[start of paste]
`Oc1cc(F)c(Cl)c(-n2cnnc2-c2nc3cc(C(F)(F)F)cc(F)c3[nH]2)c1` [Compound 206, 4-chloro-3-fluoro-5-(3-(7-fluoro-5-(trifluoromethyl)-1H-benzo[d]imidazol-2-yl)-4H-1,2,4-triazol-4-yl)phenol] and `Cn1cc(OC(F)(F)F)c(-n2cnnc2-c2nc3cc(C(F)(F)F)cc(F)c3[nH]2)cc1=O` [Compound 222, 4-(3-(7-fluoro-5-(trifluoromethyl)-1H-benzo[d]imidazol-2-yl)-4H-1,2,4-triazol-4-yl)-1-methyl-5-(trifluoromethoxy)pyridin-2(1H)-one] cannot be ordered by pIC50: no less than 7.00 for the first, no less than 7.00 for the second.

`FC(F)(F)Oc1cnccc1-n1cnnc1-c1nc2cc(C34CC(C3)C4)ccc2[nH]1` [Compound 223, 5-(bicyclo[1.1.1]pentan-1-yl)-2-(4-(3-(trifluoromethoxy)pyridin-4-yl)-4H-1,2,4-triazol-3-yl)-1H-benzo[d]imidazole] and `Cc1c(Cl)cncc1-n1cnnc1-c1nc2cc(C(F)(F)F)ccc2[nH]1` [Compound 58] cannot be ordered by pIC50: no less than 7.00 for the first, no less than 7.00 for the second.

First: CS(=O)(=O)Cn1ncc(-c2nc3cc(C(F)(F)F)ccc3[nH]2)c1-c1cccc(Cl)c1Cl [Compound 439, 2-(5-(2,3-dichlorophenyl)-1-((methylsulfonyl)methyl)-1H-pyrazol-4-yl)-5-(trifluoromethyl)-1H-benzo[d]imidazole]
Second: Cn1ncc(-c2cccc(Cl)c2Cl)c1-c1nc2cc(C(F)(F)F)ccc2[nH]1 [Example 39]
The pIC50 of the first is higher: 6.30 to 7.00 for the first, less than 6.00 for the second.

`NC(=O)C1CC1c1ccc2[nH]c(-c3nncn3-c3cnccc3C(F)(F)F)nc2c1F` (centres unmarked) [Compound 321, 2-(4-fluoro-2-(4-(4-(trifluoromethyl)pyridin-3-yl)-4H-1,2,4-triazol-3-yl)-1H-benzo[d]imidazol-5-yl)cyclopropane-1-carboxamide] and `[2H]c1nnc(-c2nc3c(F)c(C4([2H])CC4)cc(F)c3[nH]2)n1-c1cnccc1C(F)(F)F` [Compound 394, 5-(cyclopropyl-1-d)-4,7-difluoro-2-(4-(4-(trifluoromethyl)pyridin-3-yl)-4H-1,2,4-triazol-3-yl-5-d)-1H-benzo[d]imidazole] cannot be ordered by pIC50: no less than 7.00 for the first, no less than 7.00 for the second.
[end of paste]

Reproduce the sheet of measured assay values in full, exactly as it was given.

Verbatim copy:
`Oc1cc(F)c(Cl)c(-n2cnnc2-c2nc3cc(C(F)(F)F)cc(F)c3[nH]2)c1` [Compound 206, 4-chloro-3-fluoro-5-(3-(7-fluoro-5-(trifluoromethyl)-1H-benzo[d]imidazol-2-yl)-4H-1,2,4-triazol-4-yl)phenol] and `Cn1cc(OC(F)(F)F)c(-n2cnnc2-c2nc3cc(C(F)(F)F)cc(F)c3[nH]2)cc1=O` [Compound 222, 4-(3-(7-fluoro-5-(trifluoromethyl)-1H-benzo[d]imidazol-2-yl)-4H-1,2,4-triazol-4-yl)-1-methyl-5-(trifluoromethoxy)pyridin-2(1H)-one] cannot be ordered by pIC50: no less than 7.00 for the first, no less than 7.00 for the second.

`FC(F)(F)Oc1cnccc1-n1cnnc1-c1nc2cc(C34CC(C3)C4)ccc2[nH]1` [Compound 223, 5-(bicyclo[1.1.1]pentan-1-yl)-2-(4-(3-(trifluoromethoxy)pyridin-4-yl)-4H-1,2,4-triazol-3-yl)-1H-benzo[d]imidazole] and `Cc1c(Cl)cncc1-n1cnnc1-c1nc2cc(C(F)(F)F)ccc2[nH]1` [Compound 58] cannot be ordered by pIC50: no less than 7.00 for the first, no less than 7.00 for the second.

First: CS(=O)(=O)Cn1ncc(-c2nc3cc(C(F)(F)F)ccc3[nH]2)c1-c1cccc(Cl)c1Cl [Compound 439, 2-(5-(2,3-dichlorophenyl)-1-((methylsulfonyl)methyl)-1H-pyrazol-4-yl)-5-(trifluoromethyl)-1H-benzo[d]imidazole]
Second: Cn1ncc(-c2cccc(Cl)c2Cl)c1-c1nc2cc(C(F)(F)F)ccc2[nH]1 [Example 39]
The pIC50 of the first is higher: 6.30 to 7.00 for the first, less than 6.00 for the second.

`NC(=O)C1CC1c1ccc2[nH]c(-c3nncn3-c3cnccc3C(F)(F)F)nc2c1F` (centres unmarked) [Compound 321, 2-(4-fluoro-2-(4-(4-(trifluoromethyl)pyridin-3-yl)-4H-1,2,4-triazol-3-yl)-1H-benzo[d]imidazol-5-yl)cyclopropane-1-carboxamide] and `[2H]c1nnc(-c2nc3c(F)c(C4([2H])CC4)cc(F)c3[nH]2)n1-c1cnccc1C(F)(F)F` [Compound 394, 5-(cyclopropyl-1-d)-4,7-difluoro-2-(4-(4-(trifluoromethyl)pyridin-3-yl)-4H-1,2,4-triazol-3-yl-5-d)-1H-benzo[d]imidazole] cannot be ordered by pIC50: no less than 7.00 for the first, no less than 7.00 for the second.